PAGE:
# User:LABoyd2/Conditional and Iterator Functions to manual 151002

### For Loop[edit]

Iterate over the values in a range or vector.

for(variable = [start : increment : end] for(variable = [start : end] for(variable = [vector]

**parameters**: for range- Note: For range, values are separated by colons rather than commas used in vectors.

**start**- value for variable on first pass

**increment**or step- amount to increase variable for each pass
**optional**, default = 1

**end**- stop when next value would be past end

**vector**: alternate- variable is assigned each vector member in turn, one for each pass.

**examples**:

for (a =[3:5])echo(a); // 3 4 5 for (a =[3:0]){echo(a);} // 0 1 2 3 start < end deprecated by 2015.3 for (a =[3:0.5:5])echo(a); // 3 3.5 4 4.5 5 for (a =[0:2:5])echo(a); // 0 2 4 a never equals end for (a =[3:-2:-1])echo(a); // 3 1 -1 negative increment requires 2015.3 be sure end < start for (a =[3,4,1,5])echo(a); // 3 4 1 5 for (a =[0.3,PI,1,99]){echo(a);} // 0.3 3.14159 1 99 x1=2; x2=8; x3=5.5; for (a =[x1,x2,x3]){echo(a);} // 2 8 5 for (a =[[1,2],6,"s",[[3,4],[5,6]]])echo(a); // [1,2] 6 "s" [[3,4],[5,6]]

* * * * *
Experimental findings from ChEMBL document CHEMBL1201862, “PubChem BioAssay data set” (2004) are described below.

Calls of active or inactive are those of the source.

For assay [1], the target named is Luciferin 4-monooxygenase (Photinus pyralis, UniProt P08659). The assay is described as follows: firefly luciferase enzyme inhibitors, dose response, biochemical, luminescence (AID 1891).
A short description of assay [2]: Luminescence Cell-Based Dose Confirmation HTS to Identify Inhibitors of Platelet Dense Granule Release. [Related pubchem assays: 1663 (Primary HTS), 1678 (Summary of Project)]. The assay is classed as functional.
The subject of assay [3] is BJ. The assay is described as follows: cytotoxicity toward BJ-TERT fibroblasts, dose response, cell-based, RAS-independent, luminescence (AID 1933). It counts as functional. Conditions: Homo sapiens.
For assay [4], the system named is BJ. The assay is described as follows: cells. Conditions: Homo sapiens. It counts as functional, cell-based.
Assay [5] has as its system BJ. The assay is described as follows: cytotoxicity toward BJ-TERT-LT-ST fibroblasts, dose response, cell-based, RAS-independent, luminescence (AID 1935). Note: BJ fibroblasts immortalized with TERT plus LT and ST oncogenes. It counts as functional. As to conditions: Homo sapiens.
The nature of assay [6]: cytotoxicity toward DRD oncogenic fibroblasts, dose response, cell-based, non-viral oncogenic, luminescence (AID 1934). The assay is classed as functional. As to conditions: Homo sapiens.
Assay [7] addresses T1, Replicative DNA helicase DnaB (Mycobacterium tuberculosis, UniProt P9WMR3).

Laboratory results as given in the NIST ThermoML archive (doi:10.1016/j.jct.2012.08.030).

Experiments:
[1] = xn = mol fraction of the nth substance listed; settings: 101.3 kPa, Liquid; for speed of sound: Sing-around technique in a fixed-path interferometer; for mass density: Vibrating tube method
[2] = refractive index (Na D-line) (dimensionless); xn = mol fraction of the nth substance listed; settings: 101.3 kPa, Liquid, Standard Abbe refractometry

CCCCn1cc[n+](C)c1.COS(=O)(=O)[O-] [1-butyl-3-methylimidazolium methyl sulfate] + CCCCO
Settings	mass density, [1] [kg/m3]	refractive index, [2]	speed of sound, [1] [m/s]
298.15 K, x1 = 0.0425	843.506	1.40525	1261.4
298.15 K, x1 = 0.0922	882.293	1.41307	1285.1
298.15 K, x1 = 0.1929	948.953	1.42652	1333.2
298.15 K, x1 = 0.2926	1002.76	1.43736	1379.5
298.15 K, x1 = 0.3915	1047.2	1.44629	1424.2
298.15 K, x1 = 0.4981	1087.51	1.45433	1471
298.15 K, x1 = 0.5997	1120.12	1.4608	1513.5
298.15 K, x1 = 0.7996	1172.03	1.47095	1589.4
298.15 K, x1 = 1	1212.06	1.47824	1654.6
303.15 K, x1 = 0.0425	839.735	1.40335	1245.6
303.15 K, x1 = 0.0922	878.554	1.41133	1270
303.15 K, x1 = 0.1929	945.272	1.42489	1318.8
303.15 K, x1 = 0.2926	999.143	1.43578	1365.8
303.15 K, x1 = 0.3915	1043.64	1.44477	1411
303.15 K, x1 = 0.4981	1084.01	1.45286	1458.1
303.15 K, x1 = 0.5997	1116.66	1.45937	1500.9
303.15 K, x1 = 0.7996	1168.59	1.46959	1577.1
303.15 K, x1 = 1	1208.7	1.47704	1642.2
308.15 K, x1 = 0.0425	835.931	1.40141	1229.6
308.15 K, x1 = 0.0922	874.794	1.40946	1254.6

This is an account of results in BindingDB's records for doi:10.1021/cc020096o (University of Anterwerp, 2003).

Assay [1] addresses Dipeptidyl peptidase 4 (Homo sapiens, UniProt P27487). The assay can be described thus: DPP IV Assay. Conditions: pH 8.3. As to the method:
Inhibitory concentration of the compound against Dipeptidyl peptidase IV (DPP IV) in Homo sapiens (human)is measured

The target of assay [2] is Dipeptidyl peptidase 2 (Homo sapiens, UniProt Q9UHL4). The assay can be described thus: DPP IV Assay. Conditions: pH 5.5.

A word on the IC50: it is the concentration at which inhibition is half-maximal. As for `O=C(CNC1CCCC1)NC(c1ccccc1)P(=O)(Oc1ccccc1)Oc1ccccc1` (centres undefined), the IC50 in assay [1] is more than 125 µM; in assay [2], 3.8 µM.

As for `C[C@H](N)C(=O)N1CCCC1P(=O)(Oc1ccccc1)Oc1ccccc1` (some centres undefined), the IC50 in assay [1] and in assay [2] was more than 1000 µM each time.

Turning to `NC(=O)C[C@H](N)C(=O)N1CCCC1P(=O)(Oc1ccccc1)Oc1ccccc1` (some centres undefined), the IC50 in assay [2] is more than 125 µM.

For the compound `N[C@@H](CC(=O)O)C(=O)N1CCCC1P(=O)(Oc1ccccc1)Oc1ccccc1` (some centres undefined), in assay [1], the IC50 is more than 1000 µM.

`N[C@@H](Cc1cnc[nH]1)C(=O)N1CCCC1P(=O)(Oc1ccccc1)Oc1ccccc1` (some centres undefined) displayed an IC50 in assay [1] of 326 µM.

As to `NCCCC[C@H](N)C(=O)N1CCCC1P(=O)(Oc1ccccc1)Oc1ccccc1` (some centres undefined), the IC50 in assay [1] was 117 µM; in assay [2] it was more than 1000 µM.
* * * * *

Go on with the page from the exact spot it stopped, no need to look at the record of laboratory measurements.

for() is an operator. Operators require braces {} if more than one action is within it scope. Action end in semicolons ,operators do not.

For() loops are not an exception to the rule about variables having only one value within a scope. A copy of loop contents is created for each pass. Each pass is given its own scope, allowing any variables to have unique values for that pass. No, you still can't do a=a+1;

**Nested loops**

When loops are nested, all ranges may be include in the same for().

for ( variable1 = <range or vector> , variable2 = <range or vector> ) <do something using both variables>